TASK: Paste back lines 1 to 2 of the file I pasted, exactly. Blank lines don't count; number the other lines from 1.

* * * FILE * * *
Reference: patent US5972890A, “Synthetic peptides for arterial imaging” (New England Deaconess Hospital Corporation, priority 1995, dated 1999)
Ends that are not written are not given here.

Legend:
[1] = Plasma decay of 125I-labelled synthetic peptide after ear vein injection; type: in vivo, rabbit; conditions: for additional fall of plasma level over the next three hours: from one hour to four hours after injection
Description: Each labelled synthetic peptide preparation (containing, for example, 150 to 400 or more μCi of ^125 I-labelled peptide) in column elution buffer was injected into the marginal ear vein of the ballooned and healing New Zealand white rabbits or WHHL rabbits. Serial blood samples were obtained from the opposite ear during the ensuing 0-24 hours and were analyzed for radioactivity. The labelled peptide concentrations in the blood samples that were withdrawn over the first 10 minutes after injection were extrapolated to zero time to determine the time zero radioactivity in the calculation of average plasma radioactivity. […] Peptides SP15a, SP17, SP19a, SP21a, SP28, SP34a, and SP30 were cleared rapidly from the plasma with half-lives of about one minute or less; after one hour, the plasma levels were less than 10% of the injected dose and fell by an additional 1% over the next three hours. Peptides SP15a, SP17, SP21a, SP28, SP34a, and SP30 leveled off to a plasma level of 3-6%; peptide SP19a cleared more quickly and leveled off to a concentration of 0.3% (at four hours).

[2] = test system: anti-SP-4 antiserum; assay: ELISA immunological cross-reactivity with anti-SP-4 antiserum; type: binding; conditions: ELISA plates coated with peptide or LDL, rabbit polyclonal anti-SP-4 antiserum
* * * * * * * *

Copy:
Reference: patent US5972890A, “Synthetic peptides for arterial imaging” (New England Deaconess Hospital Corporation, priority 1995, dated 1999)
Ends that are not written are not given here.